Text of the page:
If you don't know how big a megalodon shark was back in the prehistoric days, scientists say the apex predator was the size of a school bus.
North Carolina is a hotbed for people searching for megalodon teeth. Whether diving off the coast or sifting through old mines, megalodon hunters flock to North Carolina regularly.
One such tooth had scientists stumped. It was 4-inches in size and had a split down the middle. Scientists from NC State wanted to know what caused that split.
They compared the tooth to modern sharks and eventually figured it out.
"Based on what we see in modern sharks, the injury was most likely caused by chomping down on a spiny fish or taking a nasty stab from a stingray barb," NC State doctoral student Haviv Avrahami said.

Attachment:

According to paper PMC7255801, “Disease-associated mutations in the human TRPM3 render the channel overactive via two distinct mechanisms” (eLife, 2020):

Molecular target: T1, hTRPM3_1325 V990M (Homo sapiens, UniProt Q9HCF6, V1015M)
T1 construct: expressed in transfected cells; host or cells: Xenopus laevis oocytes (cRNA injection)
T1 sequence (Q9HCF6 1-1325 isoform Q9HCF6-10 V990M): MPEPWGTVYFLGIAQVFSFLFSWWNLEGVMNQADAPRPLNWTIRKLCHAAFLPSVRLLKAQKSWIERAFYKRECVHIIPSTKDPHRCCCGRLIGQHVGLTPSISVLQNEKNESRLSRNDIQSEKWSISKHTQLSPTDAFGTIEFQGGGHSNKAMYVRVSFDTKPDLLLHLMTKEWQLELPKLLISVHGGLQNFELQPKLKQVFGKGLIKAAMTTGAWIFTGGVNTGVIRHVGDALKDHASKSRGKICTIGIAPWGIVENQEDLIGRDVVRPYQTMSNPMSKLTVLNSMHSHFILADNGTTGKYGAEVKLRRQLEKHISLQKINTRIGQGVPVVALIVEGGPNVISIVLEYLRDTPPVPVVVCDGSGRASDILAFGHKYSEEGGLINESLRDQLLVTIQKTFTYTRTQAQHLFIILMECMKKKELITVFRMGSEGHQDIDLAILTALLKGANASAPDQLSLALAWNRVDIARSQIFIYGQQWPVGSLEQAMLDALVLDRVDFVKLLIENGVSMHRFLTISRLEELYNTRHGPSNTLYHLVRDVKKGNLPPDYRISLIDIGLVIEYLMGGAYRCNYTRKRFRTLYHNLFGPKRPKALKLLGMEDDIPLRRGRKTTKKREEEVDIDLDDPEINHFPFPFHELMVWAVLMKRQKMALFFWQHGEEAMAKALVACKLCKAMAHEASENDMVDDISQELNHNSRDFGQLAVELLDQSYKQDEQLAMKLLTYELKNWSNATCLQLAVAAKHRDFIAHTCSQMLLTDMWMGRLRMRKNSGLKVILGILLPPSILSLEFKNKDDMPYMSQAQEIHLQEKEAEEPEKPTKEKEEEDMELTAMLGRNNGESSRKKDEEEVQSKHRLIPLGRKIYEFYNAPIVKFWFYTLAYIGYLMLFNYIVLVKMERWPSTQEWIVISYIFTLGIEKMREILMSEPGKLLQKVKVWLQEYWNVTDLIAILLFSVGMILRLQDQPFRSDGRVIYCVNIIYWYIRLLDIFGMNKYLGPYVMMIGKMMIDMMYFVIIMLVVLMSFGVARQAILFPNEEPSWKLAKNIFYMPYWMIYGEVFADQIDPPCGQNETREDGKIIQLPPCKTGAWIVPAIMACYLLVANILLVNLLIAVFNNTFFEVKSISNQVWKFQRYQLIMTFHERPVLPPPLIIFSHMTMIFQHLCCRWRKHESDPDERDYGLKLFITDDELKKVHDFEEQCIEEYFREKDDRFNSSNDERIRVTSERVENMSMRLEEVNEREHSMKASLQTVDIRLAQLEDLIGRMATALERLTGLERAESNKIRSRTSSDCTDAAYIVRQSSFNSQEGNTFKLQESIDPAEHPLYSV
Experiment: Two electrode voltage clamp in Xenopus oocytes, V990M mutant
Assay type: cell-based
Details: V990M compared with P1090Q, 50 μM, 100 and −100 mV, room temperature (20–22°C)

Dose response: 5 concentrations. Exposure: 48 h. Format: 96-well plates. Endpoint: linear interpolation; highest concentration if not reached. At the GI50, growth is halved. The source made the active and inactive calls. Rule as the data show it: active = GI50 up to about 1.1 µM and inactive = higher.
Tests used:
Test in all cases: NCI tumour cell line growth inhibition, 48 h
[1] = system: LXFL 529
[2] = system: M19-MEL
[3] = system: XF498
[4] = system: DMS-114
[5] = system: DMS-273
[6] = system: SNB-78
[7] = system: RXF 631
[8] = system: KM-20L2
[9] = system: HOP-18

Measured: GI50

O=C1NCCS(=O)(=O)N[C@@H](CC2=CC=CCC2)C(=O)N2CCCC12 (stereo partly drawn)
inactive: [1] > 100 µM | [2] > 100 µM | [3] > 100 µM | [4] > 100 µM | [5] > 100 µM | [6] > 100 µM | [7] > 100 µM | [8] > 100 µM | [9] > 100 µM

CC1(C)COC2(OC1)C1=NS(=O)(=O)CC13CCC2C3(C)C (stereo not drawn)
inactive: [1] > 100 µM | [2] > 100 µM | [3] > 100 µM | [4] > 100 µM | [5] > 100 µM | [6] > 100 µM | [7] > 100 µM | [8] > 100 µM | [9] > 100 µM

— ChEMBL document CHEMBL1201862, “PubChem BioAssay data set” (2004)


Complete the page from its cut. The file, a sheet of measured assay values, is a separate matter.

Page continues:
"We also know that (Otodus) megalodon had nesting grounds around Panama, and that relatives of modern stingray species also inhabited that area," researcher and NC State graduate Harrison Miller said. "And these spines can get very thick. So a tooth injury of this type could indicate that megalodon was more of a generalist predator - and that this megalodon in particular just had a bad day."
Lindsay Zanno, head of paleontology at the N.C. Museum of Natural Sciences, agreed with the findings.
"When we think of predator-prey encounters, we tend to reserve our sympathy for the prey, but the life of a predator, even a gigantic megatooth shark, was no cakewalk either."